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Dimitris Servis

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Hi all

I am new to the forum but I already appreciate the wealth of information. My main interests are to print my b&w photos at home and produce digital negatives for alternative processes. I have been using an MP640 for the latter but feel I need to make a step up with regards to the inks that I use. Calibrating alternative processes from preparation to exposure is tedious and inks are an integral part especially their UV absorption properties. So I want to experiment with some refills to find better inks for reproducing tonal ranges adequately using my home made UV printer.

Thanks in advance for all responses to my upcoming flood of questions!
 

turbguy

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Alternative Process negs are a niche use for an inkjet. I doubt that anyone here is much aware of the UV absorption properties of typical dye or pigment based inks. I suspect pigment inks would have a greater absorption, particularly if finely divided METALLIC particles are used in the pigment.

Typically we deal with fade resistance to UV exposure.

That said, your MP640 has only one cart that holds pigment, the PGI cart, which is black pigment. The remainers are DYE colors, with a print head with nozzles designed to suit dye inks. The PGBK nozzles can handle pigment inks. The PGI cart is only used for black text. Photo black comes from a driver-driven combination of the available dye inks.

When you have made "alternative process" negs in the past, what inks have you used? Since you are making continuous tone "negs", you must be using the dye inks...
 
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Dimitris Servis

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Alternative Process negs are a niche use for an inkjet. I doubt that anyone here is much aware of the UV absorption properties of typical dye or pigment based inks. I suspect pigment inks would have a greater absorption, particularly if finely divided METALLIC particles are used in the pigment.

Typically we deal with fade resistance to UV exposure.

That said, your MP640 has only one cart that holds pigment, the PGI cart, which is black pigment. The remainers are DYE colors, with a print head with nozzles designed to suit dye inks. The PGBK nozzles can handle pigment inks. The PGI cart is only used for black text. Photo black comes from a driver-driven combination of the available dye inks.

When you have made "alternative process" negs in the past, what inks have you used? Since you are making continuous tone "negs", you must be using the dye inks...
Hello turbguy

Thanks for your response.

I have only used dye inks, never pigment. I have also used inks from different manufacturers. Often it is not black that absorbs UV light best and different inksets have different behaviour. You need to carefully select the color that allows for the appropriate tonal range and then create curves for that color. Often this is reddish but with one inkset I used I had to calibrate to a yellow tone. So usually, at least so far, I am not so concerned about the black inks. Note, the whole process is calibrated for a specific inkset, transparency, chemicals, paper and exposure time.
 

turbguy

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I would expect red inks to be best, but you feed the printer CMY and BK. You might try red inksets. But a PIGMENT printer may be superior for absorption...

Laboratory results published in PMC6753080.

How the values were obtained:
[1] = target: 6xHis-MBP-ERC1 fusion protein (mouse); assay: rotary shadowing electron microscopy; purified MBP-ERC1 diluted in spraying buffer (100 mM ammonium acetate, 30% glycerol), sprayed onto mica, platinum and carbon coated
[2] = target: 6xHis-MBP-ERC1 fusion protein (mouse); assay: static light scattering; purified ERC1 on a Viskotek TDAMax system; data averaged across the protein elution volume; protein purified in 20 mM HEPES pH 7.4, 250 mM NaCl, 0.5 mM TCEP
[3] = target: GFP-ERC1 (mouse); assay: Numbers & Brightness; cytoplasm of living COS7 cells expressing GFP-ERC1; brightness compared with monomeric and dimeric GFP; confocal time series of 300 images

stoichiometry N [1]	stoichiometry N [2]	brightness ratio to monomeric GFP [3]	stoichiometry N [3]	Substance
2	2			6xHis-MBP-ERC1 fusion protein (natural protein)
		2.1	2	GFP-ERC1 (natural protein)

What inks are you using? And are you achieving sufficient UV absorption with what you use to get a full range of tones in the final output (I assume you coat your own papers with sensitive materials and the like)??
 
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Dimitris Servis

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I also expect pigments to be better but no experience yet. This is why I am between getting a new Pro-100 or a used R2880... Currently I am using Canon and Pelikan inks. I used others as well but I did not like them. With these two I have got surprising absorption from different colors. I do coat my own papers and use simple and slightly more complicated cyanotype formulas. However different formulas behave differently because they are more or less sensitive to UV and get absorbed (or not) by the paper. The rug of course has its own say here. With some formulas you might need double coating to reach the tonal range. Plus my UV printer is low energy for safety but also for fine tuning the exposure time...
 

turbguy

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I would get a PRO-1, which uses pigments, but "your milage may vary"...

I assume you've done Google searches on this obscure subject?
 

turbguy

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Is cyanotype really appropriate for continuous tone output? My experience was it acted more like litho processing, with an extreme contrast...usefull for "blue"prints...
 

Dimitris Servis

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Proper processes produce proper tones. In general I am able to produce really nice wedges. Different emulsions have different behaviours though, some are more sensitive. Also black ink negatives have the highest contrast. Not so with other colours. Let's not forget that originally it is a photographic process, before it was used for blueprinting. It also has significant advantages: chemicals are safe, easy to handle and easy to bleach and tone, easy to colour with watercolours, easy to combine with other methods. Toning can be as easy as windex bleaching and tea bath. Take a look here

https://www.flickr.com/groups/61907246@N00/
 
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